Drizly, an alcohol delivery startup, announced that it was affected by a data breach. In July 2020, the data of about 2.5 million users were hacked. According to the delivery platform, the hackers accessed the customer’s account and information on July 13.
Drizly is a successful platform with its branches all over the US and now expansion in Canada. The platform raised about $68 million, leaving behind Minibar and Delivery.com. This rapid spread speaks volumes about the efficiency of the delivery platform.
But its standard and prestige hit a blow in July 2020, leaving everyone shocked.
According to Ryan Toohil, the chief technology officer at Aura, ” Such attacks have been more than common now. Platforms with the highest user count are the main victim of such bad actors. With platforms like Drizly, getting the information of personal customers is much easier to access and exploit”.
This breach has proved to be an extremely deadly blow for Drizly, especially with the rise in popularity of the delivery service platform during the ongoing pandemic.
Drizly experienced an increase of 1700% in its sales during the pandemic. However, the platform saw a decrease in its profits and sales after the breach attack.
Keep reading to find out more about the breach and its after-effects.
The breached data included customers’ email addresses, date of birth, passwords, phone numbers, IP addresses, geolocation data, other billing information, and whatnot. The data that was reported to be stolen was checked against public records.
About 2% of the records contained users’ delivery addresses. Although Drizly stated that no financial information was compromised, this statement cannot be accurate. This is because a well-known seller was caught selling the customers financial information on the dark web.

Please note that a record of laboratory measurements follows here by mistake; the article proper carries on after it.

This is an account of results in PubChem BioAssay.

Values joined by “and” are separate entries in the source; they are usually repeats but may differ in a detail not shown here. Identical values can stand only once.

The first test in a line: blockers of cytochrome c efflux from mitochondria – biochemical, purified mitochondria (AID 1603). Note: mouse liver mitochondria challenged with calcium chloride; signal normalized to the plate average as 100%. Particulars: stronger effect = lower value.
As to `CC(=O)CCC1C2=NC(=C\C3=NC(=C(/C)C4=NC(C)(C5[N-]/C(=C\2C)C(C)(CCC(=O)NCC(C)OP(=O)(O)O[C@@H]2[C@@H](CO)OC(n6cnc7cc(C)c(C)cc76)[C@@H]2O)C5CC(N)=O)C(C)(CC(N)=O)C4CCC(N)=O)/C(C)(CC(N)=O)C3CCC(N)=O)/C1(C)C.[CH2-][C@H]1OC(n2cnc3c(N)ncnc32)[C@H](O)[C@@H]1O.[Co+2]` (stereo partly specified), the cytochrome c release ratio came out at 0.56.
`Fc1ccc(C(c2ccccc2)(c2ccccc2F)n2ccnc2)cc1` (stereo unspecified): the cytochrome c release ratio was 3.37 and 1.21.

This breach took place as a part of a much bigger spree carried out by a dangerous hacker named ShinyHunters. This hacker stated that he had about 386 million records accumulated from different big websites.
Drizly was further blamed for having poor security measures, taking no decisive steps to reverse the damage, and acting pretty insensitively.
How Serious was the Problem?
When Drizly learned about the breach, it immediately informed all of its customers via email. According to Drizly, the matter was brought under control, and security tightened. However, customers were still asked to change their passwords.
The class-action lawsuit was filed against Drizly. The lawsuit was filed on the basis that the security measures if Drizly weren’t strong enough to protect its user’s data and personal information. The customers affected were victims of fraud, identity theft, and many other violations.
Customers could claim a part in the lawsuit only if they were eligible. They had to fill in a claim form, ensuring they were eligible for a reward. This deal was extended to all US consumers who experienced a breach of their data.
Drizly tried its best to underplay the whole situation, but eventually, TechCrunch revealed the accurate details from which it could be seen that the extent of this breach was widespread. Drizly miserably failed at detecting the problem on time and taking the necessary steps.
How did Drizly Respond?
Drizly tried its best to underplay the whole situation, but eventually, the word got out. A spokesperson of Drizly stated that “as mentioned in the emails, no financial information was put at risk”. The last part was inaccurate as days later the financial information of Drizlys users was found on the dark web. According to Drizly, once they got to know about the breach, they immediately took action and worked closely with “law enforcement’s”.
A $7.1 million lawsuit was filed against the delivery service claiming that Drizly was the one that gave the hackers access to the user’s information. Drizly agreed to pay $1.05 million in a settlement.
It was decided by the court of Massachusetts that every customer affected by the breach would receive at least $14 along with a $1.99 account credit. The amount was open to changes depending upon the claims approved in the settlement.